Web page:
San Francisco

Ron Nagle

As a second-generation California ceramist, Ron Nagle’s small, intricately glazed vestigial cups are most closely related to the works of Ken Price. However, Nagle moves beyond restatement or imitation to create highly original pieces that are rich in nuance and form. The “Yama” series, from which the nine pieces on exhibition were selected, is inspired by Japanese Momoyama ware, a style noted for its looseness, texture and emotional feel. In his use of deliberately sensual and unanticipated color, Nagle, nevertheless, shows equal consideration for a palette often associated with southern California.

Since the early 1960s Nagle has explored the cup form, first with floral shapes and then in an architectonic style. The “Yama” works are slightly skew cylindrical forms based on a parallelogram, which have a gestural impact and upward thrust. The cup elements—handles and bases—are apparent, but they have evolved almost beyond recognition into abstract shapes. The pieces are small, from 4 to 6 inches high. The installation of these objects, in glass cases or on tall pedestals, emphasizes the profile, and disguises the utilitarian aspect by placing the openings out of sight.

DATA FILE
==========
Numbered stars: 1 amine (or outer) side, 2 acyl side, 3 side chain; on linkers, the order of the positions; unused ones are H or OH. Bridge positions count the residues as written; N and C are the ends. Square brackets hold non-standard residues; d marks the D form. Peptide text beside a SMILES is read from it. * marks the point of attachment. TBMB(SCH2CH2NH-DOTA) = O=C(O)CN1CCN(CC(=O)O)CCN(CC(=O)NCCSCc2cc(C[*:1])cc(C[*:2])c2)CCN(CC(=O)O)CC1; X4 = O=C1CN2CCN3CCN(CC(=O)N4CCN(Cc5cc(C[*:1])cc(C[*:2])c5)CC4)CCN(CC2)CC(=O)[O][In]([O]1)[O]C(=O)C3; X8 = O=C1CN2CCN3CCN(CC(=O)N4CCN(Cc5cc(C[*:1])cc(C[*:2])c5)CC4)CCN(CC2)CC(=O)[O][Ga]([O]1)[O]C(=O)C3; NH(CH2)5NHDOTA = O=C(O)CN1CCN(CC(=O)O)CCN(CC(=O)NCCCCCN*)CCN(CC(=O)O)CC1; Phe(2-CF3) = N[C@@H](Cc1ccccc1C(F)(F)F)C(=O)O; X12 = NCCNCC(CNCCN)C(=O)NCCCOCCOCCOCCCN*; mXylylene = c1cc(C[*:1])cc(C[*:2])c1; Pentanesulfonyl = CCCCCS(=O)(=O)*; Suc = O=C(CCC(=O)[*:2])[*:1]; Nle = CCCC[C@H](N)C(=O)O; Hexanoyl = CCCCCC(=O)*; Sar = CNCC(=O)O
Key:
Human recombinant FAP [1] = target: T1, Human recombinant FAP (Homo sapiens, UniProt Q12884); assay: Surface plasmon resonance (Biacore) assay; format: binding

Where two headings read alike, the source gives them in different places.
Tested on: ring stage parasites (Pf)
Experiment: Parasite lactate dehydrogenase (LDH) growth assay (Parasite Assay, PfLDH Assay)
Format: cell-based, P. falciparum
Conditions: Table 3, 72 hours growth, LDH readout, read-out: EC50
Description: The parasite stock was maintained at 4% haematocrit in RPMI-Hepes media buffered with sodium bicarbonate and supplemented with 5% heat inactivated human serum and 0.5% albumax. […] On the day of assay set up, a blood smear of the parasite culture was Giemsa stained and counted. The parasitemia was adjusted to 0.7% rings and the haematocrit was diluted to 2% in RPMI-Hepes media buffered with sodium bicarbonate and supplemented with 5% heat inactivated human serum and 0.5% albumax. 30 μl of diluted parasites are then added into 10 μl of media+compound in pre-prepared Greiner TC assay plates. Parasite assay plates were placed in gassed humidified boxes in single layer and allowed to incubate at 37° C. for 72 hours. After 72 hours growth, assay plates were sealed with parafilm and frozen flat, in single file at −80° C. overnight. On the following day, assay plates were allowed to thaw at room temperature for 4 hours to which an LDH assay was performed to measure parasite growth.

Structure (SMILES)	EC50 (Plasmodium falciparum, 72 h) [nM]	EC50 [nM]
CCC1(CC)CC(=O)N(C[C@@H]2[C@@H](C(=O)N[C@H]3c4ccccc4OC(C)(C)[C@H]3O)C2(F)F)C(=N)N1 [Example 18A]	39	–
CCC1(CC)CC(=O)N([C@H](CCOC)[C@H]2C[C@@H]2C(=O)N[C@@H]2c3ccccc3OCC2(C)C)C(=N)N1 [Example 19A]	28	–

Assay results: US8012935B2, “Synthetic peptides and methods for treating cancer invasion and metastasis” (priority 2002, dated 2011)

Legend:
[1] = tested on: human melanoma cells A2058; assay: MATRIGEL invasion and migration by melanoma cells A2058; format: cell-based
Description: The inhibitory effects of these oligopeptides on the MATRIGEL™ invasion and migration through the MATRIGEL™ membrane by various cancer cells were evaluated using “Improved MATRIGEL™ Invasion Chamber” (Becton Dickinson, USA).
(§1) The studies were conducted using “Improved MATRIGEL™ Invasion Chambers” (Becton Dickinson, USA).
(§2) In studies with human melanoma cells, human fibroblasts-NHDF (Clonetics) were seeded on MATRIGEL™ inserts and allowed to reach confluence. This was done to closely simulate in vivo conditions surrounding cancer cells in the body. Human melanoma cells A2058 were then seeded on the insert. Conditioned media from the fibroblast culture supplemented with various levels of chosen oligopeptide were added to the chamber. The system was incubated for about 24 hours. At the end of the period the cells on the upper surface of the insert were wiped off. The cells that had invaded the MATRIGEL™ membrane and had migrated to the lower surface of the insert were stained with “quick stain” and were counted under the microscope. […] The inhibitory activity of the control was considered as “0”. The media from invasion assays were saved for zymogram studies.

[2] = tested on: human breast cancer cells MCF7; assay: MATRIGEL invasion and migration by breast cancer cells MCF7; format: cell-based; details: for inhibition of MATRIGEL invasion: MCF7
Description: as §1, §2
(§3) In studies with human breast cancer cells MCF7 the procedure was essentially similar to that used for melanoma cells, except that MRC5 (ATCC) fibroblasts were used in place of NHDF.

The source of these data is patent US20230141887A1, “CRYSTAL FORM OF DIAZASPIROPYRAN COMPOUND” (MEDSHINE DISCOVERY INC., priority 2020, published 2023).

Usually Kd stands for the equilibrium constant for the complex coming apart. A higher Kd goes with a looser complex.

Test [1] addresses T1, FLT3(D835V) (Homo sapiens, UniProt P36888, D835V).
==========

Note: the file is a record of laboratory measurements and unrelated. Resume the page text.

Nagle’s glazing technique often involved 20 or 30 glazes and coats of china paint applied by hand or airbrush. Each cup exhibits the same configuration; a rectangle with four small square holes and outline, floating on a translucent field of color. The rectangle and surrounding area, alternating between a smooth and a stucco-like finish, suggests a minute action painting. The salmon pink, turquoise blue, pale orange and lime green hues evoke pop culture, giving these pieces a contemporary jolt. The glazes function not only as surface; in some pieces the overglazing forms a dripped edge that emphasizes the distinction between the handbuilt form and applied surface. The precision of these objects is immensely satisfying. The surface motif and off-beat color combine with an understated humor that plays off art historical form and cultural inference with sophistication and wit.

Hal Fischer